The Exciting Technology That Facebook's Future Depends On

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The Exciting Technology That Facebook's Future Depends On

This week Facebook held its annual F8 conference in San Francisco where the company discussed new features and the future of the social network. While some of the announcements detailed things that won’t come to fruition for several years, some new features are already available to both developers and users.

The company had a lot to talk about in two days, with some of it a bit too technical for anyone without a background in programming, but here’s a few of the announcements we found exciting that could very well redirect the future of Facebook.

1. Chatbots

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Sure, the term “chatbot” bring up memories of the AOL Instant Messenger days for people of a certain age, but the term is back now that we have AI that can help us interact with brands. At F8 Facebook announced a new platform for chatbots in Messenger and the availability of several bots. You can now use the Facebook Messenger app on your phone to do things like check the weather with Poncho, read the news from CNN or The Wall Street Journal, or order flowers from 1-800-FLOWERS. As Mark Zuckerberg put it during his presentation, “We think you should be able to message a business like you message a friend.”

The chatbots that are available now are relatively slow, as Gizmodo pointed out, but Facebook seems to think very highly of the tech. There are definitely faster ways to find out about breaking news or check the weather, but there’s room to grow still. With Microsoft’s recent chatbot framework announcement it looks like the tech is here to stay for at least a little while.

2. Surround 360 camera

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As the parent company of Oculus, it’s obvious that Facebook would have an interested in virtual reality and 360 video. On stage at F8 the company unveiled its new Facebook Surround 360 system, which it claims makes it easy to shoot and share the 3D-360 video. The system uses 17 cameras to capture the video at 4K, 6K, or 8K, and renders it all without the need for the hand-stitching that many similar systems require. The videos can then be viewed in VR headsets, or in 360 videos through Facebook.

To help make 360 video easier for everyone, Facebook will open source the design of the Facebook Surround 360 and put it all on Github sometime this summer. The components will cost about $30,000, according to The Verge, much less than competing devices such as the upcoming Nokia Ovo.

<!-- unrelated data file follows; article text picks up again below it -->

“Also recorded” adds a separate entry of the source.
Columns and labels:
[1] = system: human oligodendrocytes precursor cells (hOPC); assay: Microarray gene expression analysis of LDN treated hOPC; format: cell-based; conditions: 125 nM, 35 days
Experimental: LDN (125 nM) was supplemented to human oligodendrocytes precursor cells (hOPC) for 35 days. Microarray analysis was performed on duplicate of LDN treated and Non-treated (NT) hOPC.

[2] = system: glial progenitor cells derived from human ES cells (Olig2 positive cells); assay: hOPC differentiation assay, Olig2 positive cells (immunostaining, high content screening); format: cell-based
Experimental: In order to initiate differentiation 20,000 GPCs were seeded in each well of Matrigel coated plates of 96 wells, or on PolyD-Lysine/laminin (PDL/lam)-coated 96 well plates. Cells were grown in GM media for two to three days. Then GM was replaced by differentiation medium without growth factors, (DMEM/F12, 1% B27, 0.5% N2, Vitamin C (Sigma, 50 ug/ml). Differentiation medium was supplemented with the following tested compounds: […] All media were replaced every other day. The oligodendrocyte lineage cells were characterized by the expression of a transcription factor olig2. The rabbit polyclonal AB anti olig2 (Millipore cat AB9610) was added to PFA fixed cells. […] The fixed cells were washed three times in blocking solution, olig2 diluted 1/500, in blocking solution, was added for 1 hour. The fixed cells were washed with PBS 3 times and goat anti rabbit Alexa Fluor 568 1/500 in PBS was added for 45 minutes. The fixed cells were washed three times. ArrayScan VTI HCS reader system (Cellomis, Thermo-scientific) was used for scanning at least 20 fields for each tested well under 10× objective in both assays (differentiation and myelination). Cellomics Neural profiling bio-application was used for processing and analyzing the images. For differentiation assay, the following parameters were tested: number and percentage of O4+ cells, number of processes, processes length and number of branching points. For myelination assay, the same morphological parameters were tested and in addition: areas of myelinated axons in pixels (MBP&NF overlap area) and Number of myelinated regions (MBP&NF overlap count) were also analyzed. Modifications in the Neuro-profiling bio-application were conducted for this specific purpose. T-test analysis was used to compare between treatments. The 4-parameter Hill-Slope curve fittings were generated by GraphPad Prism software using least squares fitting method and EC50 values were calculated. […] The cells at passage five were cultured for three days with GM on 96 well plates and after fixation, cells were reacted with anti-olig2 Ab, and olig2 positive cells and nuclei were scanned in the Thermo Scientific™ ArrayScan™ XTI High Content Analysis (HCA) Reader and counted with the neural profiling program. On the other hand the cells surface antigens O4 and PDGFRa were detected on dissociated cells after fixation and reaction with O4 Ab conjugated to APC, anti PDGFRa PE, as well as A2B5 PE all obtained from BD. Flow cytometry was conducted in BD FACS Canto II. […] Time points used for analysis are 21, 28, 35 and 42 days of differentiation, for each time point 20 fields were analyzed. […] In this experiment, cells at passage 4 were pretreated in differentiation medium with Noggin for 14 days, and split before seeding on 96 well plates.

3. Live stream from any camera

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If you follow any brands on Facebook, chances are you’ve seen a few Facebook Live videos pop up in your feed recently. At F8 the company announced tools to let camera makers build Facebook Live support into their cameras. Among the first cameras to take advantage of the new feature is the Livestream Mevo. Drone maker DJI also signed on to build live streaming support into its drones, which could provide for some great aerial streams, or some rather boring ones as tends to be the case with drone videos.

BuzzFeed also signed up as partners for the new Facebook Live tools, so we can potentially look forward to more live streams of people putting rubber bands around watermelons to see how many it takes for them to explode.

4. More Instant Articles

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Instant Articles, the articles that load quickly in Facebook mobile apps without sending you to a separate website, will now be available to every publisher that wants them. The feature was previously only available to select publications, but now any publication that wants to should be able to enable the faster articles for their readers. It’s a small thing, but something that those of us who end up reading a lot of articles our friends post to Facebook will definitely enjoy. Anything is better than using the slow in-app browser that feels so much worse than the rest of the app.

5. VR Selfie Stick

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During part of its presentation, representatives from Oculus took the stage at f8 to show off how the Rift can be used to virtually tour any location. Using the headset and a controller, the team showed how users can visit London thanks to 3D photo spheres, and virtually take selfies of themselves near Big Ben. The feature won’t be available any time soon, as Oculus still has to get its facial scanning technology right, but the company said it can currently get up to five people into a virtual location at once.

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